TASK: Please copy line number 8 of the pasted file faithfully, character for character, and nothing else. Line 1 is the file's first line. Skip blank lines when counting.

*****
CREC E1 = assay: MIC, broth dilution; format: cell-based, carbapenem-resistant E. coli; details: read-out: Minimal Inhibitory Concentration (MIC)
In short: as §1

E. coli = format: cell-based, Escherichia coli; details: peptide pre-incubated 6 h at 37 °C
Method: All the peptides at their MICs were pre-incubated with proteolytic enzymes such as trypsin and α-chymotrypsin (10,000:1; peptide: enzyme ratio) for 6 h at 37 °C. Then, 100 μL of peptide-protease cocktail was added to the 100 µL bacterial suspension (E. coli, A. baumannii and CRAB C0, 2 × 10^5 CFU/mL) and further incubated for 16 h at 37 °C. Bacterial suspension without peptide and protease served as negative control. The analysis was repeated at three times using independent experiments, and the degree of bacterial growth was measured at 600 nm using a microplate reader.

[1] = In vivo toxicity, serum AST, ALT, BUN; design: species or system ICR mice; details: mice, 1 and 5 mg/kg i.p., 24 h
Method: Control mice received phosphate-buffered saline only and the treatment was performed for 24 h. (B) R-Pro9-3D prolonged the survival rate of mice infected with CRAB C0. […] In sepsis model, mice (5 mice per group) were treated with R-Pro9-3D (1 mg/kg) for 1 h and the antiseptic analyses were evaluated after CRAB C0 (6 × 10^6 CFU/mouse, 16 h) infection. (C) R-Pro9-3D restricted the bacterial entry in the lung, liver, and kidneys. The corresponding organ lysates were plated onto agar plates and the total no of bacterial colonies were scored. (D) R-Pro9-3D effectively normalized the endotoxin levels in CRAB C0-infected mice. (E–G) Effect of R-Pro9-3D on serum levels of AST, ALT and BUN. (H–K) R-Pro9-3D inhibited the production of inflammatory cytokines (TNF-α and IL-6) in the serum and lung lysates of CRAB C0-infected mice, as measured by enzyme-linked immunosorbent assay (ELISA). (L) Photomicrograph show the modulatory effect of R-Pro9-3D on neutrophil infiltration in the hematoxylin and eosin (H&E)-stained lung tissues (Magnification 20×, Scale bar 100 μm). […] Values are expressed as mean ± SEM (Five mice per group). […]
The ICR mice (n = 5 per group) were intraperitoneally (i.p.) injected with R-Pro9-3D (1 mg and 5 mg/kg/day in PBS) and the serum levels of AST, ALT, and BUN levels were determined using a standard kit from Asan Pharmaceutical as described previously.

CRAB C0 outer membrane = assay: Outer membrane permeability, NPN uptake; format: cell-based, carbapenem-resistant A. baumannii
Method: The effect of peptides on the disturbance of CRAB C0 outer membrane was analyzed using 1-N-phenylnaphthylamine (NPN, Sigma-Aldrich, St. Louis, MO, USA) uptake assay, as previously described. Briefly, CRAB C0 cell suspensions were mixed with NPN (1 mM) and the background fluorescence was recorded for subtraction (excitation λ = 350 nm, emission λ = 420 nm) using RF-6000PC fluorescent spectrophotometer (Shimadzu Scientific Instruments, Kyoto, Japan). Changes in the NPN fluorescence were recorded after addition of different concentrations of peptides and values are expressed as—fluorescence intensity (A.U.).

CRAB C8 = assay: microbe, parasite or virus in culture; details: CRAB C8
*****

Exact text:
CRAB C0 outer membrane = assay: Outer membrane permeability, NPN uptake; format: cell-based, carbapenem-resistant A. baumannii